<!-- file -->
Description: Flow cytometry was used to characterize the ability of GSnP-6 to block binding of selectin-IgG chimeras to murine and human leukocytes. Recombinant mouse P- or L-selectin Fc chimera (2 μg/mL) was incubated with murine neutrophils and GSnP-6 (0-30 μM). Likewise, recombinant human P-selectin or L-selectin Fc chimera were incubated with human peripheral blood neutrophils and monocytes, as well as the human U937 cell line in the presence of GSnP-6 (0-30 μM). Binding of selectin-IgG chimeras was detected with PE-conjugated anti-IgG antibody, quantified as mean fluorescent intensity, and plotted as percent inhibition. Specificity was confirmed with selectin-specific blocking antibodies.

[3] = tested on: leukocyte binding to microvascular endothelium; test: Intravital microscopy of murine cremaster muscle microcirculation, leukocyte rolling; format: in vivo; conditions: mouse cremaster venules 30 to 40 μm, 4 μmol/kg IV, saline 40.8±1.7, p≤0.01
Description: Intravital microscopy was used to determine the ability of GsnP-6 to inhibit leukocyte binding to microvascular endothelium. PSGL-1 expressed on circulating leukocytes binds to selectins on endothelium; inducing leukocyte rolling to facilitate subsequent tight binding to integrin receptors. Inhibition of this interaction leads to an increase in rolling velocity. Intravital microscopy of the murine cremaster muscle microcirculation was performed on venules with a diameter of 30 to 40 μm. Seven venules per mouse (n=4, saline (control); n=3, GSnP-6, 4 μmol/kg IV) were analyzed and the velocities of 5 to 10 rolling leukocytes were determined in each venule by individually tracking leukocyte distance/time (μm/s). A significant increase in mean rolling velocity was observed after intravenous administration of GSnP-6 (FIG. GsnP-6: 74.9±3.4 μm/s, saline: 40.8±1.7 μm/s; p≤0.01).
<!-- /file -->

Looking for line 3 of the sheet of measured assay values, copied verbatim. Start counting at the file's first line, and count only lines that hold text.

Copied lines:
Description: Intravital microscopy was used to determine the ability of GsnP-6 to inhibit leukocyte binding to microvascular endothelium. PSGL-1 expressed on circulating leukocytes binds to selectins on endothelium; inducing leukocyte rolling to facilitate subsequent tight binding to integrin receptors. Inhibition of this interaction leads to an increase in rolling velocity. Intravital microscopy of the murine cremaster muscle microcirculation was performed on venules with a diameter of 30 to 40 μm. Seven venules per mouse (n=4, saline (control); n=3, GSnP-6, 4 μmol/kg IV) were analyzed and the velocities of 5 to 10 rolling leukocytes were determined in each venule by individually tracking leukocyte distance/time (μm/s). A significant increase in mean rolling velocity was observed after intravenous administration of GSnP-6 (FIG. GsnP-6: 74.9±3.4 μm/s, saline: 40.8±1.7 μm/s; p≤0.01).